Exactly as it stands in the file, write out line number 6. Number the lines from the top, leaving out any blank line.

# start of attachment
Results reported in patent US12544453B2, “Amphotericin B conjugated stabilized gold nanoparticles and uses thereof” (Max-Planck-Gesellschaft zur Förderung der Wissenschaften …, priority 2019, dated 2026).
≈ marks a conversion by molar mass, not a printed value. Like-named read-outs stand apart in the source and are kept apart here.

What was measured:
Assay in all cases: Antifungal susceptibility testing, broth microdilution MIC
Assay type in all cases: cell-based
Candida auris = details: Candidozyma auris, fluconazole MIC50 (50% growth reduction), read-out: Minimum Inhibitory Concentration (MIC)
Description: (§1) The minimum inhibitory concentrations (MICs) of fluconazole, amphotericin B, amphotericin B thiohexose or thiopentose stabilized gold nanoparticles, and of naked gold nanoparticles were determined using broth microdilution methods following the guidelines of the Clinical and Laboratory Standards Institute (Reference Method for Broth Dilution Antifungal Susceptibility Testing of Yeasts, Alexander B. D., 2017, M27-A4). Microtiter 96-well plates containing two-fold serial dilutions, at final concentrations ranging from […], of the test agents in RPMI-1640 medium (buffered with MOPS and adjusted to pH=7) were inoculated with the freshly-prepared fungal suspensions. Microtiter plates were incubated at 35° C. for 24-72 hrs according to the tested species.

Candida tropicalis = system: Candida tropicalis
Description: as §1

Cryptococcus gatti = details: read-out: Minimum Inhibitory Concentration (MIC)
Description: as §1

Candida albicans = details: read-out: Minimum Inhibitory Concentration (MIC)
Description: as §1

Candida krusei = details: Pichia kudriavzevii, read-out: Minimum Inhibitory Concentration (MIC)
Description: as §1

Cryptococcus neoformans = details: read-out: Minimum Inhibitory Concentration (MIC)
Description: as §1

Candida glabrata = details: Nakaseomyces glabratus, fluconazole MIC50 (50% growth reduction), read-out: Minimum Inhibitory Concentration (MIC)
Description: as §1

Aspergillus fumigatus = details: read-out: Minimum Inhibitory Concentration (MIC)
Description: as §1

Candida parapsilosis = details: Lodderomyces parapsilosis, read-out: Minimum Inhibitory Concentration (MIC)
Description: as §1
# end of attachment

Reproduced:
Candida auris = details: Candidozyma auris, fluconazole MIC50 (50% growth reduction), read-out: Minimum Inhibitory Concentration (MIC)